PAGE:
There are two important political anniversaries in January and February that trace the arc of American history for the past century—the 50th anniversary of John F. Kennedy's inauguration on January 20, closely followed by the 100th anniversary of Ronald Reagan's birth on February 6. Admirers of each president are planning a series of separate events to mark the occasions, including panel discussions about their legacies, exhibits of their memorabilia, television shows, and many speeches. [See a photo gallery of Ronald Reagan.]
Both Kennedy and Reagan have become known over the years as models of presidential leadership. Each recognized the deep need in the American character for hope and inspiration, an imperative that is especially evident today in the aftermath of the horrific shootings in Tucson, Ariz.
Yet these two men were very different. Kennedy was the scion of an immensely wealthy family in Massachusetts whose father constantly pushed him and his siblings to achieve and whose fortune propelled his political success. Reagan, by contrast, came from limited means in Illinois; his father was an alcoholic who sometimes had trouble making ends meet. As a young man, Reagan moved to California to find opportunity in Hollywood. In ideological terms, Kennedy was a Democratic moderate all his life; Reagan was a Democrat who turned Republican and became the leader of a rising conservative movement. Kennedy at 43 was the youngest president ever elected. Reagan at 69 was the oldest.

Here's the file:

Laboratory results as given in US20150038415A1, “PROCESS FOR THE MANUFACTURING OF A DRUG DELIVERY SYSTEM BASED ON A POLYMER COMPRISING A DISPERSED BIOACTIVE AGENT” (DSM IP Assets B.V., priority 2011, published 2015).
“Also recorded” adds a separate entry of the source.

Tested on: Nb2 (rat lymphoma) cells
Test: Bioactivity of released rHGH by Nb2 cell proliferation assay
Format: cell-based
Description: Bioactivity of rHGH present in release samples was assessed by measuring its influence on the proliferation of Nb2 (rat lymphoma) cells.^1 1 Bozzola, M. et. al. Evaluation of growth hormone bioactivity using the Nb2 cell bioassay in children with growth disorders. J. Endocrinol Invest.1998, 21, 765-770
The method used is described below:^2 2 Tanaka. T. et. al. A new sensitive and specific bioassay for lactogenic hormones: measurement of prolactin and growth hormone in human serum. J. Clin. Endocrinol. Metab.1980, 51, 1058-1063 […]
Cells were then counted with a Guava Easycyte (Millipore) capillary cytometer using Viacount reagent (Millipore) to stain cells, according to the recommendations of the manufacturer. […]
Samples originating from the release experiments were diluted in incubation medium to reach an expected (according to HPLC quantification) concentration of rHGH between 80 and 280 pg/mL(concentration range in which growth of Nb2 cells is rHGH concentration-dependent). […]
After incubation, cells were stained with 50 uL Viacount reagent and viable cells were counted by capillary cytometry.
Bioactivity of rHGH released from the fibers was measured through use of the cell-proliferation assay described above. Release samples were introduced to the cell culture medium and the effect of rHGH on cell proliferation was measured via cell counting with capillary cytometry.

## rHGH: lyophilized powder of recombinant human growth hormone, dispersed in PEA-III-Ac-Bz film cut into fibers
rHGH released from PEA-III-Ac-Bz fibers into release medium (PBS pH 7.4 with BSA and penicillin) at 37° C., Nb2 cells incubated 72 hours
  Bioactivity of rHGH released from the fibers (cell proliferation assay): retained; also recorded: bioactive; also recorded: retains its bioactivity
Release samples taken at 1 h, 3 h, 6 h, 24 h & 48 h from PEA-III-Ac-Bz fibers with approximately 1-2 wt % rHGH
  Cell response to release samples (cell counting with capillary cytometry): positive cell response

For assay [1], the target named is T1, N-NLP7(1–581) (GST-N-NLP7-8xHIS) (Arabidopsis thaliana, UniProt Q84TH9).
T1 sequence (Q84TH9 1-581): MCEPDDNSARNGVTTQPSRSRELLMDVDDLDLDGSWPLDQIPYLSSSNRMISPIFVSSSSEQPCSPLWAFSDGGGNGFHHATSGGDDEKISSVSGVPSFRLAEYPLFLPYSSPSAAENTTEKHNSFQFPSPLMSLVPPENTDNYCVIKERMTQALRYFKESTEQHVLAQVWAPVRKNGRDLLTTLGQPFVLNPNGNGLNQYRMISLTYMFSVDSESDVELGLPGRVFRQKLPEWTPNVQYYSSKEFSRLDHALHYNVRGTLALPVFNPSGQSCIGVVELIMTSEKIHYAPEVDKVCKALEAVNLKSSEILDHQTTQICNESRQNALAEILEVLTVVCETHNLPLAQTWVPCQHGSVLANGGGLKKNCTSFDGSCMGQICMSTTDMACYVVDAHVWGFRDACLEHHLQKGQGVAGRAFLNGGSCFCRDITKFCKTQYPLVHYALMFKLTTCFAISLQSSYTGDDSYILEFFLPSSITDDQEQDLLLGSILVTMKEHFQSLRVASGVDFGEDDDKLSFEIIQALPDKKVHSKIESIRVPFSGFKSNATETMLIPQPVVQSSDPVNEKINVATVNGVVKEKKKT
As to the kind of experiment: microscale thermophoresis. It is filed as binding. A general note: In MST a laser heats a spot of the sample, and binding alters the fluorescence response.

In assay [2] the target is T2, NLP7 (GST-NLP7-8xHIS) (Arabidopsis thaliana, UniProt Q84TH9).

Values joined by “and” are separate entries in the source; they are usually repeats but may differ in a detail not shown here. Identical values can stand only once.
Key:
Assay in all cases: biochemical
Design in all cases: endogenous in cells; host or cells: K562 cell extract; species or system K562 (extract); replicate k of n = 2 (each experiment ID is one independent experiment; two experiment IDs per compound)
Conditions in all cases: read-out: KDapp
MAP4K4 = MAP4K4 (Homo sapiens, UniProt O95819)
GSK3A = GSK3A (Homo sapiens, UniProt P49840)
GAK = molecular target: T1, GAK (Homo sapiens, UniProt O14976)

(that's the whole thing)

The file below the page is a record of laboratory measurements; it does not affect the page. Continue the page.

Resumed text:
But historian Robert Dallek says both Kennedy and Reagan retain a grip on the popular imagination for similar reasons. "Kennedy and Reagan are the darlings of the public," he says. "People remember them as inspirational voices. They gave people hope." Dallek recalled a comment by historian Richard Hofstadter that Theodore Roosevelt, another iconic leader, was "the master therapist of the middle class." Kennedy and Reagan played the same role. "Kennedy and Reagan made people feel good," Dallek adds. "Kennedy and Reagan have become mythological figures, iconic figures." [See photos of the Obamas behind the scenes.]
There is one political theory that Kennedy remains larger than life because of his assassination. But Dallek points out that President William McKinley also was assassinated, in 1901, but he was barely remembered 50 years later. Kennedy was inspirational in a way that McKinley wasn't, as the tribune of a young generation who captured a moment when the nation was looking for new vigor, new ideas, and new activism.
"Kennedy and Reagan are the two iconic presidents of our time, and to the extent there is a current mold, they made the mold," says Democratic pollster Geoff Garin. It was significant that President Obama took a copy of Lou Cannon's biography of Reagan for holiday reading on his Hawaiian vacation, because the incumbent believes he has a lot to learn from the Gipper, White House advisers say. During the 2008 campaign, Obama raised the ire of some liberals when he expressed admiration for Reagan for changing the terms of the national debate on fundamental issues, including relations with the Soviet Union, which Reagan boldly called an "evil empire," and the growth of government, which Reagan adamantly opposed. [See 5 Lessons From JFK and Eisenhower]
Obama's connection to Kennedy goes just as deep. In his campaign, and later in his inaugural address, Obama cultivated the comparison that he was a latter-day JFK—young, telegenic, daring, and willing to accept the torch of leadership for a new generation. Of course, just as Kennedy broke the religious barrier to Catholics serving as president, Obama broke the racial barrier to become the first African-American to hold the office.
"The time we spend remembering these two powerful and admired presidents, I think, will set the stage for how people start to think about President Obama as a presidential leader," Garin says. "And there are lots of ways he connects to both—the youthfulness of Kennedy, the strong communication skills of both presidents. I think that more and more, Obama has an interest in following Reagan in terms of defining the key debates of his time and putting his stamp on them."